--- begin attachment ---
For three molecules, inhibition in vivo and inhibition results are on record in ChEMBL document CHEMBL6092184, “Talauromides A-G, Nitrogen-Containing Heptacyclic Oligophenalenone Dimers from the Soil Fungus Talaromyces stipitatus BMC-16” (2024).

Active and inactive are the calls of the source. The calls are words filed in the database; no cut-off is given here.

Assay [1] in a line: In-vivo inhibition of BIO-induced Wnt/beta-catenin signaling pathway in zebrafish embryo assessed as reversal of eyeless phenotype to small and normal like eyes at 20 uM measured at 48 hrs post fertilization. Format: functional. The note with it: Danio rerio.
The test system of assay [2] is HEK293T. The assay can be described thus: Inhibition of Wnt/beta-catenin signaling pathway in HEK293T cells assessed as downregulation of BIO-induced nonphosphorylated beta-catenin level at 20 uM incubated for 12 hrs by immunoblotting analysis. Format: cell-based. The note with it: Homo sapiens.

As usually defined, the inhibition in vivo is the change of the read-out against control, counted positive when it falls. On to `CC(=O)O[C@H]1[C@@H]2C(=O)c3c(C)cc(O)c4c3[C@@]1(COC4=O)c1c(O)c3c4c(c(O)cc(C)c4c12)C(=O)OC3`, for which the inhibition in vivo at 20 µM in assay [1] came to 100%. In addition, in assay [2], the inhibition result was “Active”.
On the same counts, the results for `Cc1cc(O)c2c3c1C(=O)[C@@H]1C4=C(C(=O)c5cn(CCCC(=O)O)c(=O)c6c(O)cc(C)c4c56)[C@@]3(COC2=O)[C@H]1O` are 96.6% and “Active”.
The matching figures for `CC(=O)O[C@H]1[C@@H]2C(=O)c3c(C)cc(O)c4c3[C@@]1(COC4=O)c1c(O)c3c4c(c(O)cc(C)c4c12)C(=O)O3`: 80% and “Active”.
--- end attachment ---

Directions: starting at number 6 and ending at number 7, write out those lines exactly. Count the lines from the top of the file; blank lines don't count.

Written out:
On the same counts, the results for `Cc1cc(O)c2c3c1C(=O)[C@@H]1C4=C(C(=O)c5cn(CCCC(=O)O)c(=O)c6c(O)cc(C)c4c56)[C@@]3(COC2=O)[C@H]1O` are 96.6% and “Active”.
The matching figures for `CC(=O)O[C@H]1[C@@H]2C(=O)c3c(C)cc(O)c4c3[C@@]1(COC4=O)c1c(O)c3c4c(c(O)cc(C)c4c12)C(=O)O3`: 80% and “Active”.